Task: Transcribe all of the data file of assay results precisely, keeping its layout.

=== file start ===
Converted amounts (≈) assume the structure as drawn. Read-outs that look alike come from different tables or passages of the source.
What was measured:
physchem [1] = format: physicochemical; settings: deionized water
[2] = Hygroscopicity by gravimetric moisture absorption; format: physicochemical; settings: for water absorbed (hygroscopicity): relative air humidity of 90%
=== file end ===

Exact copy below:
Converted amounts (≈) assume the structure as drawn. Read-outs that look alike come from different tables or passages of the source.
What was measured:
physchem [1] = format: physicochemical; settings: deionized water
[2] = Hygroscopicity by gravimetric moisture absorption; format: physicochemical; settings: for water absorbed (hygroscopicity): relative air humidity of 90%